## NEW MATHEMATICS TITLES |

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Office Hours with a Geometric Group Theorist Edited by Matt Clay & Dan Margalit "This book is a gentle introduction to the basics, and some of the gems, of geometric group theory. It gives a good flavor for many aspects of the field, the writing is clear and interesting, and there is an emphasis on examples. This is a great place to send students, both undergraduate and graduate, for a first look at geometric group theory."--Benson Farb, University of Chicago | |

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Noncooperative Game Theory: An Introduction for Engineers and Computer Scientists João P. Hespanha "João Hespanha's standing in the field is stellar and students will appreciate his textbook in courses. This well-written book is clear and focused, and organized around suitable modules and lectures. It contains compelling theoretical and computational exercises."--Magnus Egerstedt, coauthor of | |

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Asymptotic Differential Algebra and Model Theory of Transseries Matthias Aschenbrenner, Lou van den Dries & Joris van der Hoeven This self-contained book validates the intuition that the differential field of transseries is a universal domain for asymptotic differential algebra. It does so by establishing in the realm of transseries a complete elimination theory for systems of algebraic differential equations with asymptotic side conditions. Beginning with background chapters on valuations and differential algebra, the book goes on to develop the basic theory of valued differential fields, including a notion of differential-henselianity. Next, | |

The Fascinating World of Graph Theory Arthur Benjamin, Gary Chartrand & Ping Zhang " | |

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Mathematics without Apologies: Portrait of a Problematic Vocation Michael Harris With a new preface by the author " | |

Philosophy of Mathematics Øystein Linnebo "This is an excellent introduction to the philosophy of mathematics, with clear and careful coverage of both traditional topics and cutting-edge contemporary debates."--Roy T. Cook, University of Minnesota | |

Rays, Waves, and Scattering: Topics in Classical Mathematical Physics John A. Adam "This is a significant contribution to the literature on wave theory, one that blends the mathematics and physics in just the right way. All derivations are given in full so that the work is genuinely a students' book, and Adam has chosen only the most interesting parts of the subject, especially those masterpieces of elegance that draw people to advanced physics in the first place."—C. J. Chapman, Keele University | |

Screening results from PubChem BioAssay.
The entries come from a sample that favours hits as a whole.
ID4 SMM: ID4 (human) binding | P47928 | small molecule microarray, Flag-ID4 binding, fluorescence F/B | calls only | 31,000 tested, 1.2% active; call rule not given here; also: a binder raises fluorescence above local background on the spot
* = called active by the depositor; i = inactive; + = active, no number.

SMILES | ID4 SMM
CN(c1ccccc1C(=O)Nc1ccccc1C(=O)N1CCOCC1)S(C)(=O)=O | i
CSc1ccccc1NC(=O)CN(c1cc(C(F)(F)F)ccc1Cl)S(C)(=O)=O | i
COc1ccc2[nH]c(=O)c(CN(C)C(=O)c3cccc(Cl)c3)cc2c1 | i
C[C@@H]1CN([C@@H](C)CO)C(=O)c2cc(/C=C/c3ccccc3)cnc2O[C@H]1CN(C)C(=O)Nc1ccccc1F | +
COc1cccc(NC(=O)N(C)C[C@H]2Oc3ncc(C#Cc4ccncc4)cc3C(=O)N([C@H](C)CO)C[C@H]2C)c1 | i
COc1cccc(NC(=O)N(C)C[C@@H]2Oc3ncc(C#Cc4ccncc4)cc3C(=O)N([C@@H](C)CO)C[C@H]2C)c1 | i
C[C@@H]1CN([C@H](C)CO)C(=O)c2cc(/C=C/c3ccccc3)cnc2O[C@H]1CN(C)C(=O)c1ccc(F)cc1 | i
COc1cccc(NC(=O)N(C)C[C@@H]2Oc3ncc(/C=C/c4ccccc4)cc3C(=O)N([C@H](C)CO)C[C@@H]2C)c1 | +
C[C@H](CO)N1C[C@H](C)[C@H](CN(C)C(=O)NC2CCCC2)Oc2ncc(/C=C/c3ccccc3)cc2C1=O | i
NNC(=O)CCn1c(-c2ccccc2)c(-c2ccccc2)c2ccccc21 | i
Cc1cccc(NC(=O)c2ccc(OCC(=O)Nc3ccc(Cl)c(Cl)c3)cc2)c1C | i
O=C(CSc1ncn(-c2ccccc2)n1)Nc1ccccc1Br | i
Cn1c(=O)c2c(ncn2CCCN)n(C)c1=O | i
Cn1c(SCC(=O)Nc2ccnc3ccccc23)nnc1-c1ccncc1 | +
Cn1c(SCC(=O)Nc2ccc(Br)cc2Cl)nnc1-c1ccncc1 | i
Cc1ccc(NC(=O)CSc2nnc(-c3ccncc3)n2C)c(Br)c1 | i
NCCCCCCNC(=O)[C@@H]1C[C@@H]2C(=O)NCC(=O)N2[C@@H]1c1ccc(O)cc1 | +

Single Digits: In Praise of Small Numbers Marc Chamberland "Fascinating. . . . Chamberland offers enticing explanations that will leave readers hungry to know more. This wonderful book never loses its focus or momentum."-- | |

Unsolved!: The History and Mystery of the World's Greatest Ciphers from Ancient Egypt to Online Secret Societies Craig P. Bauer "Bauer proves an able and entertaining guide to the world of real-life ciphers, codes, and encryption in his fascinating book | |

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Power-Up: Unlocking the Hidden Mathematics in Video Games Matthew Lane "Are you a video game enthusiast who is getting tired of being asked ‘How can you waste time on such stuff?' This book is your answer! Matthew Lane skillfully weaves a tale of how video games can be important tools for teaching mathematics and physics. As a long-time video gamer, I highly recommend | |

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Natural Complexity: A Modeling Handbook Paul Charbonneau "In this delightfully engaging introduction to complexity, Charbonneau reveals how a bewildering array of complicated structures emerge naturally from exceedingly simple rules of behavior and engagement. More than that, however, he provides the necessary tools and encouragement for readers to continue to explore this extraordinary landscape on their own and uncover its hidden mysteries."--Thomas J. Bogdan, former president of the University Corporation for Atmospheric Research | |

The Probability Lifesaver: All the Tools You Need to Understand Chance Steven J. Miller "This is a superb book by a gifted writer and mathematician. Miller's amiable, intuitive writing style weaves stories about probability into the narrative in a unique fashion."--Larry Leemis, College of William & Mary |

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